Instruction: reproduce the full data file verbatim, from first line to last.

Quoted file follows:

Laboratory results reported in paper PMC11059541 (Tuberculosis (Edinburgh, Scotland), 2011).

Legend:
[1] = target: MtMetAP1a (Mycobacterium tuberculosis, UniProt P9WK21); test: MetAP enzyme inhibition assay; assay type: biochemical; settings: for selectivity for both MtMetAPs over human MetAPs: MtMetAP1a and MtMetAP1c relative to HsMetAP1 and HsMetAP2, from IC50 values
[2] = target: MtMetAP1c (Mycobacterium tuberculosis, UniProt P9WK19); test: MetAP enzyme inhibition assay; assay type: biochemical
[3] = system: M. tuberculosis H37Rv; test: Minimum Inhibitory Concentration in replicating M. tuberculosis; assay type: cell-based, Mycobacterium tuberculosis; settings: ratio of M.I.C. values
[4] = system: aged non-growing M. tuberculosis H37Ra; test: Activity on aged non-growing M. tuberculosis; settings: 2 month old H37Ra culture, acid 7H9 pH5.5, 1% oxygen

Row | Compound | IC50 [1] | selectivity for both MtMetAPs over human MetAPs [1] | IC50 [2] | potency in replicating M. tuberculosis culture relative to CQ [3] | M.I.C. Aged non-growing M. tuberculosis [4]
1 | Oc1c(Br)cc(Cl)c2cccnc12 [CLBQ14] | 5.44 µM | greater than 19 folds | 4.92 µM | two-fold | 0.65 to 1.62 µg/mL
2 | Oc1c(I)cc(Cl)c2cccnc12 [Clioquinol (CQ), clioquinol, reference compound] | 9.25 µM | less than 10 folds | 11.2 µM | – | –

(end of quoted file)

Laboratory results reported in paper PMC11059541 (Tuberculosis (Edinburgh, Scotland), 2011).

Legend:
[1] = target: MtMetAP1a (Mycobacterium tuberculosis, UniProt P9WK21); test: MetAP enzyme inhibition assay; assay type: biochemical; settings: for selectivity for both MtMetAPs over human MetAPs: MtMetAP1a and MtMetAP1c relative to HsMetAP1 and HsMetAP2, from IC50 values
[2] = target: MtMetAP1c (Mycobacterium tuberculosis, UniProt P9WK19); test: MetAP enzyme inhibition assay; assay type: biochemical
[3] = system: M. tuberculosis H37Rv; test: Minimum Inhibitory Concentration in replicating M. tuberculosis; assay type: cell-based, Mycobacterium tuberculosis; settings: ratio of M.I.C. values
[4] = system: aged non-growing M. tuberculosis H37Ra; test: Activity on aged non-growing M. tuberculosis; settings: 2 month old H37Ra culture, acid 7H9 pH5.5, 1% oxygen

Row | Compound | IC50 [1] | selectivity for both MtMetAPs over human MetAPs [1] | IC50 [2] | potency in replicating M. tuberculosis culture relative to CQ [3] | M.I.C. Aged non-growing M. tuberculosis [4]
1 | Oc1c(Br)cc(Cl)c2cccnc12 [CLBQ14] | 5.44 µM | greater than 19 folds | 4.92 µM | two-fold | 0.65 to 1.62 µg/mL
2 | Oc1c(I)cc(Cl)c2cccnc12 [Clioquinol (CQ), clioquinol, reference compound] | 9.25 µM | less than 10 folds | 11.2 µM | – | –